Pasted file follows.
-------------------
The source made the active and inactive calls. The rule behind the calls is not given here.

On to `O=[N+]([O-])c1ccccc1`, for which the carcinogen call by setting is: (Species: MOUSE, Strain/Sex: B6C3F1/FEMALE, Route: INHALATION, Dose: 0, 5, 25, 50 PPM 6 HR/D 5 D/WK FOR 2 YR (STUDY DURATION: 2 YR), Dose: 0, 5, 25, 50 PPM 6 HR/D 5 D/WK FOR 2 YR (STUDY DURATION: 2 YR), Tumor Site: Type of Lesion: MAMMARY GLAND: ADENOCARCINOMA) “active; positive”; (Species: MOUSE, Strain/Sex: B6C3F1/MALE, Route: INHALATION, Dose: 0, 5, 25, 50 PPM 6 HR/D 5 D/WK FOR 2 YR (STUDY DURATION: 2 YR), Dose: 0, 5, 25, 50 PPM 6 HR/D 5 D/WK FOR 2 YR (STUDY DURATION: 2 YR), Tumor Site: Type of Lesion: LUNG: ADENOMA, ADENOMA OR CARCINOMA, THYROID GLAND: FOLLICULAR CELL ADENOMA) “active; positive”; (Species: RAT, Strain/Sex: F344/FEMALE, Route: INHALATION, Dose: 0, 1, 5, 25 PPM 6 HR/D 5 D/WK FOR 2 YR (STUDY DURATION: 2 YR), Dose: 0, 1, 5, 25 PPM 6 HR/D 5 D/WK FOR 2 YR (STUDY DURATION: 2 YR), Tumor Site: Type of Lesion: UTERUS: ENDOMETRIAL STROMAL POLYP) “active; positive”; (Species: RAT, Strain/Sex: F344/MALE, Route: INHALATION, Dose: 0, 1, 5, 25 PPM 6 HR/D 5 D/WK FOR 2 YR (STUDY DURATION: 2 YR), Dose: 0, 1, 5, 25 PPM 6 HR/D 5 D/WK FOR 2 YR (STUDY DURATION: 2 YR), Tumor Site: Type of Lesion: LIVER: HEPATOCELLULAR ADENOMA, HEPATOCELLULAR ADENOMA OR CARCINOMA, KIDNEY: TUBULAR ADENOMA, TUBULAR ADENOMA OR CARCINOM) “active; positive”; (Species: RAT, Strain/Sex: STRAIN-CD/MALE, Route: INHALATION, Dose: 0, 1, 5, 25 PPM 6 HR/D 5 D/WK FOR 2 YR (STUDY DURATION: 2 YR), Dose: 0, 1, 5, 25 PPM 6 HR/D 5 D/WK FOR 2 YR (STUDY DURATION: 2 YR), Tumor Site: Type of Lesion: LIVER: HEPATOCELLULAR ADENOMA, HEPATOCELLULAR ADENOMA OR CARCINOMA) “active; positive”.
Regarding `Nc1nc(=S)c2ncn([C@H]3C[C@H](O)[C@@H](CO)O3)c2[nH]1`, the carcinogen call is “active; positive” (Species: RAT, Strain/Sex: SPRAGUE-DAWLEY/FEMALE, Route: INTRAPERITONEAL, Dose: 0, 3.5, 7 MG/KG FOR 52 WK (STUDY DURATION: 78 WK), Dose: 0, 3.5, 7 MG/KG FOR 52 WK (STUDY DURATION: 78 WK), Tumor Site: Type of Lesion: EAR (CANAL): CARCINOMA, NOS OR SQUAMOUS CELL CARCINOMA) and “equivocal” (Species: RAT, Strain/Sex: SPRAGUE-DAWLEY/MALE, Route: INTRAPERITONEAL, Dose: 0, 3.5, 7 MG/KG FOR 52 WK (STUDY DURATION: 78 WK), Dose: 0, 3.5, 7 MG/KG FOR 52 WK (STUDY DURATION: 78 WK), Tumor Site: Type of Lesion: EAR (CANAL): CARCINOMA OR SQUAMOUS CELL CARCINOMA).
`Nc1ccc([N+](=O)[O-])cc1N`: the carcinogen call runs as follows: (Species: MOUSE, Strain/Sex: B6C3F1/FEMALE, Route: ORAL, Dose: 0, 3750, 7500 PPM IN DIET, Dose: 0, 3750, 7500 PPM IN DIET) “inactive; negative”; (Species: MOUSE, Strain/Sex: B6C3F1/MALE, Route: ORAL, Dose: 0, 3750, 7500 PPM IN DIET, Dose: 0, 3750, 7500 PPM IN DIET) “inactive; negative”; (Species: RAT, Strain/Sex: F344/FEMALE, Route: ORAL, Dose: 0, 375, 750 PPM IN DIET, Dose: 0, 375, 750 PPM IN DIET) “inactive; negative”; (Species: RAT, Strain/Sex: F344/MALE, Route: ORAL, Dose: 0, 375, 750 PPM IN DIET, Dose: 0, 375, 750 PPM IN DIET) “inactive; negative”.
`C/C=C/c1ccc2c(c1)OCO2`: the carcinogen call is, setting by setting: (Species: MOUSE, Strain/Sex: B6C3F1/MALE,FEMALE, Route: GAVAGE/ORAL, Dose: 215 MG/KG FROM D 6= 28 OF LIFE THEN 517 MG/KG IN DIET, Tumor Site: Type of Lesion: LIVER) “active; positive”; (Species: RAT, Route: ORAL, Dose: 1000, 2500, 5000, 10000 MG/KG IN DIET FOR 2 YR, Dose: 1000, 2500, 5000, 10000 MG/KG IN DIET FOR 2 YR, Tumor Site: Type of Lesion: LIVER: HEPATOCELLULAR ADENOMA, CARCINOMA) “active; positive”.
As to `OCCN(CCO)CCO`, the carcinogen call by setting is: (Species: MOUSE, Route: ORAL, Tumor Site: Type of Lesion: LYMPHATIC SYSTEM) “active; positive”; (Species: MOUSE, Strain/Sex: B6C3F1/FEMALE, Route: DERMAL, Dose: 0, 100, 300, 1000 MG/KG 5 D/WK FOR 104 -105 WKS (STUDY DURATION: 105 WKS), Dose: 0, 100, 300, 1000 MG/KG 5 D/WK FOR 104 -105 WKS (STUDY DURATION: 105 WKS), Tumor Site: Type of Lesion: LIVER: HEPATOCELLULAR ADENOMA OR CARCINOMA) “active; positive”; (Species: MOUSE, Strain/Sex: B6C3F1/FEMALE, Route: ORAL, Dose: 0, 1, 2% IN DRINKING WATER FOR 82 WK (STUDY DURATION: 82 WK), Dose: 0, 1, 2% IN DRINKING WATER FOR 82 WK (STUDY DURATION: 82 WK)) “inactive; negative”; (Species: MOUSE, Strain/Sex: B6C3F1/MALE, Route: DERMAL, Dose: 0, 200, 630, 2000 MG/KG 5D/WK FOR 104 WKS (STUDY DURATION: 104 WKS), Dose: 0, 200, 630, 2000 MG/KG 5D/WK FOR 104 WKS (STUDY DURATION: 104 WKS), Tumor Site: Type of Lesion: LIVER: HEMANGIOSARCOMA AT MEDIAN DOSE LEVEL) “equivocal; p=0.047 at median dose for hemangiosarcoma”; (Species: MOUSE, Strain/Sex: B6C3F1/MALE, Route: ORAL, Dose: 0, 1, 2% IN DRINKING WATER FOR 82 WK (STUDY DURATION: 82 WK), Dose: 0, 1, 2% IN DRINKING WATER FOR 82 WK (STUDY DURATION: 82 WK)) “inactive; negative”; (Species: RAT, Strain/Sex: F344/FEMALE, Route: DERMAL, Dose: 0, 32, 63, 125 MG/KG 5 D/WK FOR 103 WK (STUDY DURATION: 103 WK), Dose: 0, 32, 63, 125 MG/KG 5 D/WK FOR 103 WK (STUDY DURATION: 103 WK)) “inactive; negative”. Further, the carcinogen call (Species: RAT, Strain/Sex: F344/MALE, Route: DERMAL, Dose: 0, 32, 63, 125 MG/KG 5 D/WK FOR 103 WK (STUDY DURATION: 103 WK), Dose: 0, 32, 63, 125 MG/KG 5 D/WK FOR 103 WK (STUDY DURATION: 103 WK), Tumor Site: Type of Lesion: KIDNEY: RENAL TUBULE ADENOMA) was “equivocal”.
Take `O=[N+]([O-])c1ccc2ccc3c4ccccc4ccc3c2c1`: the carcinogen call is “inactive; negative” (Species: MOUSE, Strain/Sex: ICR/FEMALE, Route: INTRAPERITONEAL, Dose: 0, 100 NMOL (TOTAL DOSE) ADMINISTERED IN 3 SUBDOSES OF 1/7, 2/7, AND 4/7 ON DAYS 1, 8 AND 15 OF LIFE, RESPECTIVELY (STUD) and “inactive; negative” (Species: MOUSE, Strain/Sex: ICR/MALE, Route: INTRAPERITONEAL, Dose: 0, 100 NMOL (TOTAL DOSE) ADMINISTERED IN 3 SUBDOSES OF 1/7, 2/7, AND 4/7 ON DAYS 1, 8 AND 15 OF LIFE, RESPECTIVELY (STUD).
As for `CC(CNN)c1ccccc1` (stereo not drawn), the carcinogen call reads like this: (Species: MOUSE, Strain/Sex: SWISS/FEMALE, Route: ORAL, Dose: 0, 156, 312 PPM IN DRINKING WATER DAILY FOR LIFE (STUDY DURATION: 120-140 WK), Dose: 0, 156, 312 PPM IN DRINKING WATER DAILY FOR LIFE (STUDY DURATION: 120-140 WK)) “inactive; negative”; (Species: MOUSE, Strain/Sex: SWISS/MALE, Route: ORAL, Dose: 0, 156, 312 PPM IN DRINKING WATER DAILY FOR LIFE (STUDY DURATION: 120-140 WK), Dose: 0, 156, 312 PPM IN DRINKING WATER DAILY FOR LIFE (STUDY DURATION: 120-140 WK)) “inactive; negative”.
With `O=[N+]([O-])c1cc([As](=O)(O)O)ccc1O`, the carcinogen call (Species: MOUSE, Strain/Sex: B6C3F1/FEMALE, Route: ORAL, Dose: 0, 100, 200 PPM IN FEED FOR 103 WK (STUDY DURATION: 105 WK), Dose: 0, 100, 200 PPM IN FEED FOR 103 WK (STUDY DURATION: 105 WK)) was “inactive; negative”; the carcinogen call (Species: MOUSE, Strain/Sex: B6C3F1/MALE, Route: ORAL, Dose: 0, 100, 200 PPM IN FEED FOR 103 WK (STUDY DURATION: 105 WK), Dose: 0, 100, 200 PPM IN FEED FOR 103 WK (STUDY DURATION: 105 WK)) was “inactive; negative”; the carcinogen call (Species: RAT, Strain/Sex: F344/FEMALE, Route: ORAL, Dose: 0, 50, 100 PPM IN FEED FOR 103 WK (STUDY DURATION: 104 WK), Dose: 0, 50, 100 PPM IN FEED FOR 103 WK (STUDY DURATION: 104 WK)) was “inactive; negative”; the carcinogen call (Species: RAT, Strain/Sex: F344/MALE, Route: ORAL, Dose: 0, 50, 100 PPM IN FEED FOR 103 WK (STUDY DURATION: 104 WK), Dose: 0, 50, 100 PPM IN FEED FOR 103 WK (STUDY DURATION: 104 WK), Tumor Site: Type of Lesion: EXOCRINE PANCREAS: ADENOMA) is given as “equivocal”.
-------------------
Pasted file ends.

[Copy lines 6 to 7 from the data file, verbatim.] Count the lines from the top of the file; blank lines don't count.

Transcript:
As to `OCCN(CCO)CCO`, the carcinogen call by setting is: (Species: MOUSE, Route: ORAL, Tumor Site: Type of Lesion: LYMPHATIC SYSTEM) “active; positive”; (Species: MOUSE, Strain/Sex: B6C3F1/FEMALE, Route: DERMAL, Dose: 0, 100, 300, 1000 MG/KG 5 D/WK FOR 104 -105 WKS (STUDY DURATION: 105 WKS), Dose: 0, 100, 300, 1000 MG/KG 5 D/WK FOR 104 -105 WKS (STUDY DURATION: 105 WKS), Tumor Site: Type of Lesion: LIVER: HEPATOCELLULAR ADENOMA OR CARCINOMA) “active; positive”; (Species: MOUSE, Strain/Sex: B6C3F1/FEMALE, Route: ORAL, Dose: 0, 1, 2% IN DRINKING WATER FOR 82 WK (STUDY DURATION: 82 WK), Dose: 0, 1, 2% IN DRINKING WATER FOR 82 WK (STUDY DURATION: 82 WK)) “inactive; negative”; (Species: MOUSE, Strain/Sex: B6C3F1/MALE, Route: DERMAL, Dose: 0, 200, 630, 2000 MG/KG 5D/WK FOR 104 WKS (STUDY DURATION: 104 WKS), Dose: 0, 200, 630, 2000 MG/KG 5D/WK FOR 104 WKS (STUDY DURATION: 104 WKS), Tumor Site: Type of Lesion: LIVER: HEMANGIOSARCOMA AT MEDIAN DOSE LEVEL) “equivocal; p=0.047 at median dose for hemangiosarcoma”; (Species: MOUSE, Strain/Sex: B6C3F1/MALE, Route: ORAL, Dose: 0, 1, 2% IN DRINKING WATER FOR 82 WK (STUDY DURATION: 82 WK), Dose: 0, 1, 2% IN DRINKING WATER FOR 82 WK (STUDY DURATION: 82 WK)) “inactive; negative”; (Species: RAT, Strain/Sex: F344/FEMALE, Route: DERMAL, Dose: 0, 32, 63, 125 MG/KG 5 D/WK FOR 103 WK (STUDY DURATION: 103 WK), Dose: 0, 32, 63, 125 MG/KG 5 D/WK FOR 103 WK (STUDY DURATION: 103 WK)) “inactive; negative”. Further, the carcinogen call (Species: RAT, Strain/Sex: F344/MALE, Route: DERMAL, Dose: 0, 32, 63, 125 MG/KG 5 D/WK FOR 103 WK (STUDY DURATION: 103 WK), Dose: 0, 32, 63, 125 MG/KG 5 D/WK FOR 103 WK (STUDY DURATION: 103 WK), Tumor Site: Type of Lesion: KIDNEY: RENAL TUBULE ADENOMA) was “equivocal”.
Take `O=[N+]([O-])c1ccc2ccc3c4ccccc4ccc3c2c1`: the carcinogen call is “inactive; negative” (Species: MOUSE, Strain/Sex: ICR/FEMALE, Route: INTRAPERITONEAL, Dose: 0, 100 NMOL (TOTAL DOSE) ADMINISTERED IN 3 SUBDOSES OF 1/7, 2/7, AND 4/7 ON DAYS 1, 8 AND 15 OF LIFE, RESPECTIVELY (STUD) and “inactive; negative” (Species: MOUSE, Strain/Sex: ICR/MALE, Route: INTRAPERITONEAL, Dose: 0, 100 NMOL (TOTAL DOSE) ADMINISTERED IN 3 SUBDOSES OF 1/7, 2/7, AND 4/7 ON DAYS 1, 8 AND 15 OF LIFE, RESPECTIVELY (STUD).